An excerpt from

Next Next Big Thing: How Football’s Wonderkids Get Left Behind

Ryan Baldi

April 6, 1994. A date forever etched on Ben Thornley’s conscience. The day a budding football career, almost certainly set for England caps and multiple major honours at club level, was altered by a bad tackle from a veteran in a reserve match.

Thornley was one of the stars – arguably the star – of Manchester United’s Youth Cup-winning side of 1992. Among the likes of David Beckham, the Neville brothers and Nicky Butt, he was the one earmarked for the brightest future in the Old Trafford first team. A right-footed left winger – a stylistic trait now common, but one that made Thornley a rare breed in the early-1990s – with pace, skill, creativity with either foot and a scoring touch. A lifelong United fan, born in Bury but raised in Salford, he was a young man living his dream. Having progressed through the Red Devils’ youth ranks to make his senior debut against West Ham United in February 1994, an injury to Ryan Giggs meant he was set to play a part in an FA Cup semi-final encounter with Oldham at Wembley Stadium, just a week before his 19th birthday.

I met Thornley for lunch in Essex, where he now lives with his partner, dividing his time between there and trips to Manchester for his work as an analyst on United’s in-house TV channel, MUTV, as well as occasional appearances as a matchday hospitality guest at Old Trafford. He is a warm and engaging character, affable and open, making it easy to picture him as the kind of player who could bring levity and bonding to a tense dressing room, as I was later told he was by a former team-mate. But when the subject of his career-threatening injury is broached, he recalls the day the trajectory of his life was changed with harrowing vividness, his eyes changing as he prefaces his account of that unfortunate spring evening by stating its date, as if to press home its trauma: ‘April 6, 1994’.

‘Giggsy was struggling with an injury and the manager wanted to make sure, because of the type of pitch that Wembley was – it was a killer of a pitch that sapped your legs – that I had some sort of match practise under my belt. So he sent me out on the Wednesday night against Blackburn [reserves] and he just said, “See how you feel.”’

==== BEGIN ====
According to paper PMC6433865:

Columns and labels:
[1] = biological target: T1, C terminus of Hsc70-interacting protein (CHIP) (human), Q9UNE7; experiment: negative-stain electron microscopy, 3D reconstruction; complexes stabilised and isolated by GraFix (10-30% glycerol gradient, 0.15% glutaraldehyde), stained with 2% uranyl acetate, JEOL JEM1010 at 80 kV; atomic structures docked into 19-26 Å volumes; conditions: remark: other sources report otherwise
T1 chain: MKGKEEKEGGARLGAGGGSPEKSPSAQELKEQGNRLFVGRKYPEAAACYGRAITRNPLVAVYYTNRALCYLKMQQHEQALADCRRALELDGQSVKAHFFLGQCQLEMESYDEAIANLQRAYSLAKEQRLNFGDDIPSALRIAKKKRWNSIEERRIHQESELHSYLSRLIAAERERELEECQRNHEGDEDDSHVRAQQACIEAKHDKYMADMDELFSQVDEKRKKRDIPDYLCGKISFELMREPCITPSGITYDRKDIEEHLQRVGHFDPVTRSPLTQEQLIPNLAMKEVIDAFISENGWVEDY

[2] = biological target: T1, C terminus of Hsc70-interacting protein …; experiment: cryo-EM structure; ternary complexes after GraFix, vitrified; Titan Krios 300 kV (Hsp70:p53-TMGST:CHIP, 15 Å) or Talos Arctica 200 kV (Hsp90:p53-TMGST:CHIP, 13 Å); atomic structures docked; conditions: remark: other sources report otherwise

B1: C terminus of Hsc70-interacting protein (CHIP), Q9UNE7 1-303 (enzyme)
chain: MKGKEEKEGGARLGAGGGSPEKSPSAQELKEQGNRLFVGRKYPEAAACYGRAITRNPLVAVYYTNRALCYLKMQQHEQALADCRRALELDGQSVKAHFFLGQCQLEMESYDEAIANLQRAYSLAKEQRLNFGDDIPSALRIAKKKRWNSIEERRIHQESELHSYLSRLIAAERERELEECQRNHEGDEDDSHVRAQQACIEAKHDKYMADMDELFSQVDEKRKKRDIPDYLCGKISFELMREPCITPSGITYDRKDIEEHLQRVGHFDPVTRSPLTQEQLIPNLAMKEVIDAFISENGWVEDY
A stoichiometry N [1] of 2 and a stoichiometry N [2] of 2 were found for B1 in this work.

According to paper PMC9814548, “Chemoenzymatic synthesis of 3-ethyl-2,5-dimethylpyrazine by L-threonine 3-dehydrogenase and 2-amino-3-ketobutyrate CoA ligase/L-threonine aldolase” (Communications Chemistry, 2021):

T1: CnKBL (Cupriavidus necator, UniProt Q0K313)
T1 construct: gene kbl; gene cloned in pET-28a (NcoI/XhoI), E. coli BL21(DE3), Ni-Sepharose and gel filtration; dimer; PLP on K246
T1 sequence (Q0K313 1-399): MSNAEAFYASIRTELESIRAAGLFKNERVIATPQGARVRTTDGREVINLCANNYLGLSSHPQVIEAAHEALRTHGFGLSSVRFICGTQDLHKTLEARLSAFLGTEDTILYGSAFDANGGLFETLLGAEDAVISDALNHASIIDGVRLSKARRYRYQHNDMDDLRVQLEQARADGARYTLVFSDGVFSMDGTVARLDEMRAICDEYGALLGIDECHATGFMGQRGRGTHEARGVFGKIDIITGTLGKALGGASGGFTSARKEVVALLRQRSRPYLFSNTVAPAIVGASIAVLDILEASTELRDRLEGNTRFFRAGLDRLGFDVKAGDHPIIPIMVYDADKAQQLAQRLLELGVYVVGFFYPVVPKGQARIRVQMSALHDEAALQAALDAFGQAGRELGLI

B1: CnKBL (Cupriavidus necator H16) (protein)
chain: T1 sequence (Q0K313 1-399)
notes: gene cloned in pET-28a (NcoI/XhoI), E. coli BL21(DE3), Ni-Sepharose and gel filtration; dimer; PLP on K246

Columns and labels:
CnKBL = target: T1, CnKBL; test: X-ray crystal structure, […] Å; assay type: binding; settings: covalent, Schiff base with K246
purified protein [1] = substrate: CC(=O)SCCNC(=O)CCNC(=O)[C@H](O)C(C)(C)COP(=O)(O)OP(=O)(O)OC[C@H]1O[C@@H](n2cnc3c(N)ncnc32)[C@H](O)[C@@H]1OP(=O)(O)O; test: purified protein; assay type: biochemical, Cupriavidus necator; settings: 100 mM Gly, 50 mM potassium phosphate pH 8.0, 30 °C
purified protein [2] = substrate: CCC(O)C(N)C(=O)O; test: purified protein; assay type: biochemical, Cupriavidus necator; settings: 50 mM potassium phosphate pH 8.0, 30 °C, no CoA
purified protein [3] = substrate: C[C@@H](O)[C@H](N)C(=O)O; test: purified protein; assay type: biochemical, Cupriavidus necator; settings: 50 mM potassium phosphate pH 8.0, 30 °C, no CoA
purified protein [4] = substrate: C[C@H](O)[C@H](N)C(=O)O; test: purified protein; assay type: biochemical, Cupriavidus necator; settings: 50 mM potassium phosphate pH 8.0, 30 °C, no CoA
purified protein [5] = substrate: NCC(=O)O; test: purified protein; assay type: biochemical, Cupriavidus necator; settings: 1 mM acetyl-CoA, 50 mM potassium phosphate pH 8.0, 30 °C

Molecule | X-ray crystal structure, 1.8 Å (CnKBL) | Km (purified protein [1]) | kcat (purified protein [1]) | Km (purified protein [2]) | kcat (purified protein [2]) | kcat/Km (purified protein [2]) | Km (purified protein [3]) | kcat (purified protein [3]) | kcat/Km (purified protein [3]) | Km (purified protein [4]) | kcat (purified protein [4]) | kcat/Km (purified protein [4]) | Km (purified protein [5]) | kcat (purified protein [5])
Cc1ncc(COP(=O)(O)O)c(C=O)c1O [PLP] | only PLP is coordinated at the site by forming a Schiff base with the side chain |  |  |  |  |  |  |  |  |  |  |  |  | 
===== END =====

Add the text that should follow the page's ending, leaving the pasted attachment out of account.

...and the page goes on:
Most of the players featured in this book speak of moments when their fate hung in the balance of decisions which, at the time, seemed of little consequence. Indeed, it is a fact as true in everyday life as it is in the unique milieu of football stardom that experiences are often shaped by chance, for better and worse, leading to thoughts of what might have been, the bedrock of regret. The 1998 movie Sliding Doors, starring Gwyneth Paltrow and John Hannah, played with the theme of life-altering happenstance by depicting alternate universes affected irrevocably by whether or not the protagonist catches a train, and has since become synonymous with such scenarios. Thornley recalls his Sliding Doors moment, when he was asked whether he wanted to be substituted minutes before suffering the injury that redefined his career path.

‘We were 3-0 up, I’d scored two and made the other one. Jimmy Ryan, who was the coach at the time, said to me, “What do you want to do?” It just never dawned on me. It was like, “I’m here, I’m having a great time.” It turned out to be one of the worst decisions I’ve ever made. You just don’t think about it at the time. I could’ve scored my hat-trick so why would I want to come off? I was enjoying myself too much.’

Late in the second half, disaster struck. A challenge by a Blackburn defender obliterated the United youngster’s knee and hamstring.

‘I was 18 and he was 29 at the time,’ Thornley explains. ‘When you see the tackle, it was that high off the floor, straight into my knee as I passed the ball to Clayton Blackmore who’d gone up the outside. And as I planted my foot after passing it he’d just come straight in, and that was it. I felt it straight away. Gary Walsh was in our goal, and this was a third of the way into their half, but Walshy heard the snap. The manager was there. He grabbed my dad and they came flying down at Gigg Lane to the pitchside. He knew straight away, and the medical team knew straight away, that I had to get myself to hospital because they’d heard it and they’d seen it. They knew that it was bad.

‘It wasn’t just my cruciate. It was MCL [medial collateral ligament], hamstring, everything. Everything needed stitching up and repairing as well. Jonathan Noble, a guy I’m obviously very grateful to, who repaired my knee, said that when he opened my knee up it was like putting a book on its spine: everything just fell apart. He said that, along with Jules [Maiorana, a gifted former United winger plucked from non-league obscurity who was similarly injured in a reserve game in 1991], it was one of the worst ones he’d ever seen.’

The dream was put on hold. By the mid-90s, cruciate injuries were not necessarily the career-enders they had previously been, but full recoveries were rare, especially in cases as severe as Thornley’s. The FA Cup semi-final was now no longer a consideration; his only ever Wembley appearance would remain an England Schoolboys outing in 1990. An arduous, year-long rehabilitation lay ahead, watching on as United secured their first ever Double, and as a procession of former youth team colleagues got their first-team breaks.